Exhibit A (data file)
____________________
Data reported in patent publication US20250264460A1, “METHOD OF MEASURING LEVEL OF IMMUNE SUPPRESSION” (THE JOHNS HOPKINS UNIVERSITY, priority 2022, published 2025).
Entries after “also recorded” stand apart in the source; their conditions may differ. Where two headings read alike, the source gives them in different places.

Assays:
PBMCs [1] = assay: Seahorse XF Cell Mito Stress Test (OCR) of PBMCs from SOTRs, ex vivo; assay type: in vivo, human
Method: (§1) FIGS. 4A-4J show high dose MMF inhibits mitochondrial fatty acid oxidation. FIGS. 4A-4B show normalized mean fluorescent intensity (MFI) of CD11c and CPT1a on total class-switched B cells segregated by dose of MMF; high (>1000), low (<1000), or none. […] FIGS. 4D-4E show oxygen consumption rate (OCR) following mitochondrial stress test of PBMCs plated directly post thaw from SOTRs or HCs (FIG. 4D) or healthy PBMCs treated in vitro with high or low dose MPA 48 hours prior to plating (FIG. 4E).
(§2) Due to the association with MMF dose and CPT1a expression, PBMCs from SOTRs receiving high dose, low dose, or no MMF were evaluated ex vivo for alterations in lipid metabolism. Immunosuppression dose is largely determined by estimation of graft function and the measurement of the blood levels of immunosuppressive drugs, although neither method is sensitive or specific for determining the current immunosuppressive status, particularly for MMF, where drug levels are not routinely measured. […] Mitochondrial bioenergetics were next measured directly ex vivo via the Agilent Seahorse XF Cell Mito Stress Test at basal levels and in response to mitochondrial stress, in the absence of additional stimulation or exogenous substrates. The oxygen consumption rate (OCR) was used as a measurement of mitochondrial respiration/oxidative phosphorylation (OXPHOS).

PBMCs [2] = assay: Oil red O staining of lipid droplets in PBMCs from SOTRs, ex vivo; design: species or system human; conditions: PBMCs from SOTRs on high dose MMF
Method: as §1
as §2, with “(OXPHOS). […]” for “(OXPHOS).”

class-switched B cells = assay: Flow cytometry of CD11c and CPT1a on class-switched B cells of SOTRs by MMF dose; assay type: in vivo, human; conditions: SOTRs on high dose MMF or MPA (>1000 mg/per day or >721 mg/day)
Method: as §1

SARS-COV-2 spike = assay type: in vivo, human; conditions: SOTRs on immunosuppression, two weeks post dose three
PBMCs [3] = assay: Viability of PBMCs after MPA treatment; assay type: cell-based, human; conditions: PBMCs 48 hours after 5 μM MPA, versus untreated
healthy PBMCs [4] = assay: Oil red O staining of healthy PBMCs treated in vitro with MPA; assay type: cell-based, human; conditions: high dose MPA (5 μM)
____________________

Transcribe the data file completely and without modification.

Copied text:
Data reported in patent publication US20250264460A1, “METHOD OF MEASURING LEVEL OF IMMUNE SUPPRESSION” (THE JOHNS HOPKINS UNIVERSITY, priority 2022, published 2025).
Entries after “also recorded” stand apart in the source; their conditions may differ. Where two headings read alike, the source gives them in different places.

Assays:
PBMCs [1] = assay: Seahorse XF Cell Mito Stress Test (OCR) of PBMCs from SOTRs, ex vivo; assay type: in vivo, human
Method: (§1) FIGS. 4A-4J show high dose MMF inhibits mitochondrial fatty acid oxidation. FIGS. 4A-4B show normalized mean fluorescent intensity (MFI) of CD11c and CPT1a on total class-switched B cells segregated by dose of MMF; high (>1000), low (<1000), or none. […] FIGS. 4D-4E show oxygen consumption rate (OCR) following mitochondrial stress test of PBMCs plated directly post thaw from SOTRs or HCs (FIG. 4D) or healthy PBMCs treated in vitro with high or low dose MPA 48 hours prior to plating (FIG. 4E).
(§2) Due to the association with MMF dose and CPT1a expression, PBMCs from SOTRs receiving high dose, low dose, or no MMF were evaluated ex vivo for alterations in lipid metabolism. Immunosuppression dose is largely determined by estimation of graft function and the measurement of the blood levels of immunosuppressive drugs, although neither method is sensitive or specific for determining the current immunosuppressive status, particularly for MMF, where drug levels are not routinely measured. […] Mitochondrial bioenergetics were next measured directly ex vivo via the Agilent Seahorse XF Cell Mito Stress Test at basal levels and in response to mitochondrial stress, in the absence of additional stimulation or exogenous substrates. The oxygen consumption rate (OCR) was used as a measurement of mitochondrial respiration/oxidative phosphorylation (OXPHOS).

PBMCs [2] = assay: Oil red O staining of lipid droplets in PBMCs from SOTRs, ex vivo; design: species or system human; conditions: PBMCs from SOTRs on high dose MMF
Method: as §1
as §2, with “(OXPHOS). […]” for “(OXPHOS).”

class-switched B cells = assay: Flow cytometry of CD11c and CPT1a on class-switched B cells of SOTRs by MMF dose; assay type: in vivo, human; conditions: SOTRs on high dose MMF or MPA (>1000 mg/per day or >721 mg/day)
Method: as §1

SARS-COV-2 spike = assay type: in vivo, human; conditions: SOTRs on immunosuppression, two weeks post dose three
PBMCs [3] = assay: Viability of PBMCs after MPA treatment; assay type: cell-based, human; conditions: PBMCs 48 hours after 5 μM MPA, versus untreated
healthy PBMCs [4] = assay: Oil red O staining of healthy PBMCs treated in vitro with MPA; assay type: cell-based, human; conditions: high dose MPA (5 μM)